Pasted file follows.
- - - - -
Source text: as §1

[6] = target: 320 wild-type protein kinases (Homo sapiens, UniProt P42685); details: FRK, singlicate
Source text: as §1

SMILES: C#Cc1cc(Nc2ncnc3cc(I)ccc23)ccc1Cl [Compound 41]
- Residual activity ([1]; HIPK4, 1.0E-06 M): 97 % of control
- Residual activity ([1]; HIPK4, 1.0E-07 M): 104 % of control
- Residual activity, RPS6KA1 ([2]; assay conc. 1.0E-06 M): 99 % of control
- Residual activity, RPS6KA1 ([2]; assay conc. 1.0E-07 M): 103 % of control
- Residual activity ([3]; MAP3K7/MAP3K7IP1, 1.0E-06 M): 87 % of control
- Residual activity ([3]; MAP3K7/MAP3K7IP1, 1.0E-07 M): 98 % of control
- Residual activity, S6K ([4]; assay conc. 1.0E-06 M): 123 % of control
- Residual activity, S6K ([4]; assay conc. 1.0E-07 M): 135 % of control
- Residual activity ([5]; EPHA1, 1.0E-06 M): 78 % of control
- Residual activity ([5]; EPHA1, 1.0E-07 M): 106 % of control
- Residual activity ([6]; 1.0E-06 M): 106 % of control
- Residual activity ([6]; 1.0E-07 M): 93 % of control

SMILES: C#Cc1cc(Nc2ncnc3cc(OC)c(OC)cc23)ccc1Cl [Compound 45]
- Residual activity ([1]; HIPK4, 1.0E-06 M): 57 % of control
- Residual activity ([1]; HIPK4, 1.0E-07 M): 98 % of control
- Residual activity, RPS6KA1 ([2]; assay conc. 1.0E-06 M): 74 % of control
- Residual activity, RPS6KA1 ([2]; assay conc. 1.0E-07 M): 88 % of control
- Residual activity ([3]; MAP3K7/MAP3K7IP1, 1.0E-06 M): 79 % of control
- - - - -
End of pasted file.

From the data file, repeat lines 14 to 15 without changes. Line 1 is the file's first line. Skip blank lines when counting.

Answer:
- Residual activity ([5]; EPHA1, 1.0E-07 M): 106 % of control
- Residual activity ([6]; 1.0E-06 M): 106 % of control